On Monday August 15, Taliban marked the first anniversary of their return to power in Afghanistan, following a turbulent year that saw women's rights crushed and a humanitarian crisis worsen.

On August 15 last year, the Taliban captured Kabul after their nationwide lightning offensive against government forces ended 20 years of US-led military intervention.

A chaotic withdrawal of foreign forces continued until August 31, with tens of thousands of people rushing to Kabul's airport hoping to be evacuated on any flight out of Afghanistan.

International media reports say for ordinary Afghans – especially women – the return of the Taliban has only increased hardships.

Initially, the Taliban promised a softer version of the harsh Islamist rule that characterized their first stint in power from 1996 to 2001.

However, many restrictions have been imposed on women to comply with the movement's austere vision of Islam.

Tens of thousands of girls have been shut out of secondary schools, while women have been barred from returning to many government jobs.

On Saturday August 13, Taliban fighters beat female protesters and fired into the as they violently dispersed a rare rally in the Afghan capital, days before the first anniversary of the hardline Islamists’ return to power. 

Meanwhile, an article posted on Pajhwok Afghan News’ website on August 15 says the Taliban’s first year in power is seen as a mixed bag.

Political experts reportedly hold conflicting views regarding the challenges facing the interim Afghan government and its achievements in the past year.

For the improvement of the overall situation, they urge the government to win people’s confidence and increase interaction with the international community.

According to Pajhwok Afghan News, political commentator Qazi Mohammad Hassan Haqyar called the withdrawal of foreign troops, regaining of independence, enforcement of nationwide security and peace, as well as the eradication of ethnic, tribal and linguistic rivalries some of the achievements of the government in the past year.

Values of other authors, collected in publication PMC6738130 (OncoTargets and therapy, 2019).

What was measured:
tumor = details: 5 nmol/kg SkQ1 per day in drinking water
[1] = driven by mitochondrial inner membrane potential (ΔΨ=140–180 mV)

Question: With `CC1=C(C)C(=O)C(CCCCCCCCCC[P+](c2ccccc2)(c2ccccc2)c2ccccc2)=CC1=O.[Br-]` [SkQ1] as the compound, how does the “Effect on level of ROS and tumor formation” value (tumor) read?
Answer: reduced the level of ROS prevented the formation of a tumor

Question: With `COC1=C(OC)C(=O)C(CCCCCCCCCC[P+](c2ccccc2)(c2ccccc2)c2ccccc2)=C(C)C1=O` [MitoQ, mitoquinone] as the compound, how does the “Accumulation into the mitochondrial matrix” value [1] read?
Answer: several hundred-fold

At the same time, Haqyar said the current economic and humanitarian crisis, migration of youth and unemployment were the biggest challenges for the present government.

But Haqyar said current government took positive steps on economic front, paid employees’ salaries despite cut in international assistance, developed budget from national resources and ensured the stability of Afghani.

He noted the closure of girls’ secondary schools, lack of commitment to the freedom of expression and human rights violations were among the factors that gave the international community the reason for criticizing the acting government and caused problems for it.

Tariq Farhadi, another political observer, reportedly described the establishment of relative peace and security in the country as a key achievement of the new government.  He, however, claimed the Taliban had been the reason for insecurity in the past. 

According to Farhadi, despite the fact that the Taliban have a leader, unity has not been seen in their ranks.  “There are a few centers of power in Afghanistan — Mullah Baradar, Haqqani, Muttaqi and Mullah Yaqub — no one listening to the other.  They are pulling in different directions without colliding with one another,” he noted.

Farhadi viewed curbs on the banking system and a decline in international assistance as the cause of the ongoing economic crisis in Afghanistan.

Farhadi said relative peace had been established in the country but Daesh continued to stage attacks and the current government was unable to control them.

But Haqyar, satisfied with the security situation, acknowledged nationwide peace and stability had been restored. There could be no comparison between the current security situation and the environment during Ghani government, he commented.

Haqyar said although the current government had not yet been recognized, some countries had good interaction with the government and it somehow meant recognition.  But he said that the government must strive to expand its relations with the countries of the world. 

But Farhadi believed some countries allowed only the second and third level diplomats of the caretaker government as per their own interests and it did not mean recognition.

According to him, when a country is recognized in the United Nations and occupies its seat in the UN, the world’s body implements all it policies in coordination with the government.